Why It Works
- Smashing down on the burger patties within the first 30 seconds of hitting a hot skillet ensures maximum juiciness and a flavorful, well-browned crust.
- Using a well-heated, heavy-bottomed skillet helps the crust brown evenly.
- A firm, flat metal spatula helps to get every last bit of crust off of the skillet.
” Never ever press down on your burger ! ”
How many times have you read that in a bible or heard a television receiver chef say it ? “ It squeezes the juices out ! ” “ It turns your lunch into a field hockey puck ! ” sometimes they ‘ll try and appeal to your compassionate side. “ surely there are some things that deserve crushing. Evil grapes. T-800 model Terminators. Rebel trash trapped in pan disposals. But what has that poor, defenseless small burger ever done to you to deserve such a destiny ? ”
Reading: Classic Smashed Burgers Recipe
You ‘ve heard it so many times you can’t help but believe it ‘s on-key, right ?
well o, Mr. Smarty-Chef, I ‘ll believe you, but first, you must answer me these questions three :
- Question the first: One of my favorite burgers in New York—the one that folks’ll stand in line for an hour to get—is smashed. How does the Shake Shack burger still retain such abundant juiciness?
- Question the second: The SmashBurger chain of fast-casual burger joints has built its reputation on its smashing technique. Are all of its fans (which are legion) deluded into enjoying the flavor of dry hockey pucks?
- Question the third: I just had what was the finest burger I’ve tasted in recent memory at Off-Site Kitchen in Dallas where—guess what?—the burgers are smashed. What gives?
now, these questions are largely rhetorical, and anybody who ‘s been making burgers for a while or has been reading unplayful Eats for long enough knows the answer : not smashing your burgers is always, sometimes, lone sort of occasionally, good advice .
When is it okay to smash your burgers and when is it not ? Well beginning, let ‘s consider the advantages of smashing a burger .
A effective Crust Creates Deep Flavor
There ‘s actually only one reason to do it, and it ‘s the reason that all three of the burgers I mentioned above ( a well as countless others ) taste therefore commodity : The Maillard chemical reaction. The Maillard reaction—also known as the browning reaction*—is a serial of chemical reactions that take place when protein-rich foods are heated. big proteins break into smaller compounds, which react with others and recombine into new configurations. They break apart again, recombine, and on and on in a shower of chemical reactions that create hundreds of brand new compounds .
*This is not to be confused with caramelization, which is a reaction that takes position when boodle is heated. You ca n’t caramelize a steak or a burger, no matter what any television receiver chef tells you !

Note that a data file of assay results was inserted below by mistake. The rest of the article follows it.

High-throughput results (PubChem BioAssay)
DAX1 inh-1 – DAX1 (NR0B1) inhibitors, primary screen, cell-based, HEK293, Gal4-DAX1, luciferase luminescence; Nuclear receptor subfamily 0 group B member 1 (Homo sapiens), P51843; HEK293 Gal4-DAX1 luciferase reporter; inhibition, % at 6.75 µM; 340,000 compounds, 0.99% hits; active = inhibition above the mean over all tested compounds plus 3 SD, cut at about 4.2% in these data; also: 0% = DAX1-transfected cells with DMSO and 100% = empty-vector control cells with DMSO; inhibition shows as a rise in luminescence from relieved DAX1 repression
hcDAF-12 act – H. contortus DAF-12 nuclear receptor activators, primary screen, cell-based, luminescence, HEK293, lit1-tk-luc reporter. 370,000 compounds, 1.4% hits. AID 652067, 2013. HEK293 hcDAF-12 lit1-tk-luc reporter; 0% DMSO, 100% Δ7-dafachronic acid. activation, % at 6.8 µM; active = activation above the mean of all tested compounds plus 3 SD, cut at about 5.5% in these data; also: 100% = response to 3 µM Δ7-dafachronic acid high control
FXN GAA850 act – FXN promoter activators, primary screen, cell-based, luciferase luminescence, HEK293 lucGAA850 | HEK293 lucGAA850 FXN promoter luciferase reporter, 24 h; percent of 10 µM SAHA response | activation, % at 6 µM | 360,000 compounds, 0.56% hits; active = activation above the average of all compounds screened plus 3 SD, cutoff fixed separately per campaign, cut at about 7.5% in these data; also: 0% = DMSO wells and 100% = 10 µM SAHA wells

It ‘s what creates the crust on your steak or hamburger, the fortunate embrown coloring material on your pledge, and the complex, pleasing aromas and flavors that accompany that browning. It ‘s the smell of a steakhouse and fresh bread from the oven. And it ‘s the smell of a good hamburger joint. It does n’t good make kernel taste good, it actually makes it taste more meaty .
Most of the browning reactions do n’t take identify until foods are heated to at least 300°F ( 150°C ) or so, and are greatly accelerated at temperatures higher than that, so if maximizing embrown is your goal when cooking a burger ( and it should be ! ), then it ‘s plain to see why smashing a burger can improve its spirit : It maximizes contact with the pan, which means it increases the surface area directly in contact with the hot metallic and therefore maximizes embrown .
While it ‘s true that given enough time you can brown even a non-smashed burger, there are a couple of problems. If the heat is excessively high, the browning will be uneven—at worst, the bits of meat directly in contact with the frying pan or griddle will burn before the bits elevated above it can even begin to brown by rights. With lower heat, you can get more even browning, but it takes longer—long enough that your burger will end up overcooking in the middle ( and overcook is the real way to dry burgers ) .
Smashing allows you to get a deep brown crust before the home overcooks, even with a relatively small patty .
Proper Smashed Burgers Are All About Timing
thus when is it not a commodity theme to smash ? Well, there ‘s the obvious : you ca n’t smash a hamburger on a grill .
But what about in a frying pan or griddle ? I cooked through a couple twelve burgers smashing at diverse stages during cook in order to make sure. The results ? If you do n’t want to lose juices, you must smash within the first 30 seconds of cook .
When reason gripe is coldness, its fat is still solid and its juices are however held securely in place inside little, chopped up segments of muscle fibers. That ‘s the reason why you can push and press on ground kernel without squeezing out excessively much fluid, and the reason why you can smash a hamburger during the initial phases of cooking without fear of losing moisture .